After 25 Years With TBWA, Energizer Moves to Camp + King

Iconic bunny will feature in ads this fall

One of advertising's most famous rabbits has a new agency home.

After 25 years with TBWA\Chiat\Day, Energizer and its iconic bunny are moving to Camp + King.

The San Francisco-based shop, aligned with French holding company Havas, was named the lead creative resource for Energizer Holdings—parent of the Energizer and Eveready battery brands—following a review that began in the fall. The longtime incumbent did not defend. MEC in New York handles media chores, which were not in play.

All told, the client spends about $45 million annually on domestic ads, per Kantar Media.

"We know what consumers want in their power and lighting products, and we also understand that they expect to engage in conversations with us in new and exciting ways," Michelle Atkinson, chief consumer officer at Energizer, said in a statement. "Our strategy at Energizer is driven by our unparalleled knowledge of consumers' wants and needs."

New work breaks in October, just ahead of the year-end gift season—and the bunny will be part of upcoming campaigns.

"Building on such a long-standing heritage is daunting," said Camp + King co-founder Roger Camp. "But that's exactly what makes it so exciting." Formed in 2011, the shop's client roster also includes Dish Network's Sling TV, Del Taco, Hershey's Scharffen Berger and Google.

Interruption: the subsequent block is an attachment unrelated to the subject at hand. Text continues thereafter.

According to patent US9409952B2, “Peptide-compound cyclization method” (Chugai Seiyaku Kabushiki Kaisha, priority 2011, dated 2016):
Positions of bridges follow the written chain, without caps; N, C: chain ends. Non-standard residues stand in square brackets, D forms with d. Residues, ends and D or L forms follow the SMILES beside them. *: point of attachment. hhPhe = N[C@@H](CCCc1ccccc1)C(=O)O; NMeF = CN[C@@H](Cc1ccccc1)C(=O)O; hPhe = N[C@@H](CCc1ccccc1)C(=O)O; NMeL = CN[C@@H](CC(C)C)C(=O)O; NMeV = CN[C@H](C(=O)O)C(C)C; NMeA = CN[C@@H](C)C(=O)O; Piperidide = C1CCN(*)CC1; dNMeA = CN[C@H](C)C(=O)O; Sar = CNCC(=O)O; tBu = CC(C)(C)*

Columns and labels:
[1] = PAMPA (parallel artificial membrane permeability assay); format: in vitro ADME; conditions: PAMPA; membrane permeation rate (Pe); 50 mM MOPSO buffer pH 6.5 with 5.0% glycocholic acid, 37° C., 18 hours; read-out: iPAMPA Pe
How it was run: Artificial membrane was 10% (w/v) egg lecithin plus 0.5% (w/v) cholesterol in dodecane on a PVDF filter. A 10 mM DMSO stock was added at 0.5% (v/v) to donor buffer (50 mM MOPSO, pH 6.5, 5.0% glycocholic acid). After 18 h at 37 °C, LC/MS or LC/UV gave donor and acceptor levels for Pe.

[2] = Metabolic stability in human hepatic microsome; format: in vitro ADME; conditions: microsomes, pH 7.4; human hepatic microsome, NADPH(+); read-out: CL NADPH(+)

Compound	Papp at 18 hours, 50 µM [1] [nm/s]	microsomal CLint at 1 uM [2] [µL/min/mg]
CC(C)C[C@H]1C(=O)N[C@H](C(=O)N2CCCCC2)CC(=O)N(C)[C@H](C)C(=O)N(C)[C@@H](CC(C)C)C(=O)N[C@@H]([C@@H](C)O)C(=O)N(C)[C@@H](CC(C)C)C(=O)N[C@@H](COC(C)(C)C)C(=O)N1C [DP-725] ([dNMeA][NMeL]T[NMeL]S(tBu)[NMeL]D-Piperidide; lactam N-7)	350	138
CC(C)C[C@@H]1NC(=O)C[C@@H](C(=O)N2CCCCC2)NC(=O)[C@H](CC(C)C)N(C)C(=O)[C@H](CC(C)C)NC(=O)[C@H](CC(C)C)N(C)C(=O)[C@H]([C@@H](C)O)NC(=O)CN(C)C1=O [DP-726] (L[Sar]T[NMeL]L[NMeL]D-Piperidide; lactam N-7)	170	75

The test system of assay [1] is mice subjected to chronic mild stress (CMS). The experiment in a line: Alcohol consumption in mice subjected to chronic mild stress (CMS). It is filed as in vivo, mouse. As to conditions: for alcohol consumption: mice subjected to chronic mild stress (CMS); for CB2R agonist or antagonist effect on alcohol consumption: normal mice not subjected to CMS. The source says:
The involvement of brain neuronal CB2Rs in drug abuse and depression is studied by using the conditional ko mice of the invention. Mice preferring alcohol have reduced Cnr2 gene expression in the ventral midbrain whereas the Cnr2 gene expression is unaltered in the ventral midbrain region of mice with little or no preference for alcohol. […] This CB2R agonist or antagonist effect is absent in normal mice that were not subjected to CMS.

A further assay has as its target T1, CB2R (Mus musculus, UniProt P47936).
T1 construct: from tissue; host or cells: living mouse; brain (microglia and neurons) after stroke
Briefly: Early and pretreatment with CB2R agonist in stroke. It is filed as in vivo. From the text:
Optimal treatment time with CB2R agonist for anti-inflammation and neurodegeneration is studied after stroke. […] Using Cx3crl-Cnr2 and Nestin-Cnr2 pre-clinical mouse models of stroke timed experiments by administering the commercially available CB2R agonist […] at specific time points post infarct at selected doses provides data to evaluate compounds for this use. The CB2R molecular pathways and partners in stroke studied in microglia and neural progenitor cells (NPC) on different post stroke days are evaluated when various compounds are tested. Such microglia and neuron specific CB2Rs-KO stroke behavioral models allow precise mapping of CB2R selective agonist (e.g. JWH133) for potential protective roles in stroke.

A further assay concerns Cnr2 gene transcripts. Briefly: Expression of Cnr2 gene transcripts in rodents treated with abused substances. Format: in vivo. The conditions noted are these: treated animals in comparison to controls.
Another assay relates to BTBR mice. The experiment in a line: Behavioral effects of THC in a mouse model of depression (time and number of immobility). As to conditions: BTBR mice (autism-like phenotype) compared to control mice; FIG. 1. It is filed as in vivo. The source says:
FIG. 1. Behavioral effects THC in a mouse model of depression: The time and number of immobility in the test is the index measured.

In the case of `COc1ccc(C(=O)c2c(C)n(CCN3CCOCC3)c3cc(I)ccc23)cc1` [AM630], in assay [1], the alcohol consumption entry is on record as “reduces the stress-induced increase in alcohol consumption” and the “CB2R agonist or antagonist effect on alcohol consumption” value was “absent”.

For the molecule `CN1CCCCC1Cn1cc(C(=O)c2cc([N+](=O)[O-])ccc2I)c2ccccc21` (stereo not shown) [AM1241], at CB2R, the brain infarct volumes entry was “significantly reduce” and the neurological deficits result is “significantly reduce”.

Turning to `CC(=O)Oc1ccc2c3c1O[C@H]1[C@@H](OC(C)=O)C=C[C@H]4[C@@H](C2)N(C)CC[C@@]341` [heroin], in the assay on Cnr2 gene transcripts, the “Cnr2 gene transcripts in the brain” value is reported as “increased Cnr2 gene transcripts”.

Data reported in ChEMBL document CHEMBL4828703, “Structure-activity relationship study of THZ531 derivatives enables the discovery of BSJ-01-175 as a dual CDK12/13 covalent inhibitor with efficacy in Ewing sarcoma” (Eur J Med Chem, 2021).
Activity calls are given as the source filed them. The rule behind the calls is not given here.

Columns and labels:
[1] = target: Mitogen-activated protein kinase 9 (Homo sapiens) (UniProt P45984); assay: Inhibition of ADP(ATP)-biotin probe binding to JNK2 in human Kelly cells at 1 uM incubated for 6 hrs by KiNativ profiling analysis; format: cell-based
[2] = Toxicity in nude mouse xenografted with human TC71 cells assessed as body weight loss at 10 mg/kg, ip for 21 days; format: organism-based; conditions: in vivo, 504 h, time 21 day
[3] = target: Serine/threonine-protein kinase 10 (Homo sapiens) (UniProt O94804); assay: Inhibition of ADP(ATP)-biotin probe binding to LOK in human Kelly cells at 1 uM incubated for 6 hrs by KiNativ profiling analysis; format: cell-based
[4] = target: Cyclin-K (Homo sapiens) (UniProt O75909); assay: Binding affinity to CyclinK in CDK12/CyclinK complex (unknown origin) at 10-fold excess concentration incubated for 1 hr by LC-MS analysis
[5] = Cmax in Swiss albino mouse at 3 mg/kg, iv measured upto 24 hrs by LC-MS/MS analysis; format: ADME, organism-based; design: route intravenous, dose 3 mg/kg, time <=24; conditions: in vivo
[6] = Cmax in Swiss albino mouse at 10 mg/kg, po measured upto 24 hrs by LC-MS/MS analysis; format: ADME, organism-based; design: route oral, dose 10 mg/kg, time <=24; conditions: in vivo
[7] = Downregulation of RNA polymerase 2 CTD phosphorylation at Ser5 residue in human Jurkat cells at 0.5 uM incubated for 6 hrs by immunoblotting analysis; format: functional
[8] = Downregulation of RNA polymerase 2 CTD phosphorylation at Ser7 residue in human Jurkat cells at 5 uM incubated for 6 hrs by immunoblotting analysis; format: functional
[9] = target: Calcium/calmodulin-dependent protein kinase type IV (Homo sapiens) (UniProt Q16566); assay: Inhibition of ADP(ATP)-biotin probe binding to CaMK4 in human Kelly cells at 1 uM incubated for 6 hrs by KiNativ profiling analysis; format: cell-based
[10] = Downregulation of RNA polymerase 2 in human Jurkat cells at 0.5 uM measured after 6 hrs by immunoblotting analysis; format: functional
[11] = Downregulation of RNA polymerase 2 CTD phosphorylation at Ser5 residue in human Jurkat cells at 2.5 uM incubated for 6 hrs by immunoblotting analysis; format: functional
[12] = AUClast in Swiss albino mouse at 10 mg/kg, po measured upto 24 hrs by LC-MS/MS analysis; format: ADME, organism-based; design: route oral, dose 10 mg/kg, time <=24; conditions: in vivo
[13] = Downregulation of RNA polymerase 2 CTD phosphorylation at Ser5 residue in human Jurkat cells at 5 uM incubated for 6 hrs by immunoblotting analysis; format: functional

TBWA\Chiat\Day did not create the Energizer Bunny, but crafted campaigns that helped make the mascot one of branding's most beloved characters. The bunny was introduced in 1989 by DDB for an Energizer ad mocking rival Duracell.

Energizer recently split into two distinct companies. One sells batteries, lamps and flashlights, while the other markets personal care brands like Schick and Playtex. The battery-centric business generates about $2 billion in annual revenue, though the market for such items has been in decline.

@DaveGian David Gianatasio is a longtime contributor to Adweek, where he has been a writer and editor for two decades. Previously serving as Adweek's New England bureau chief and web editor, he remains based in Boston.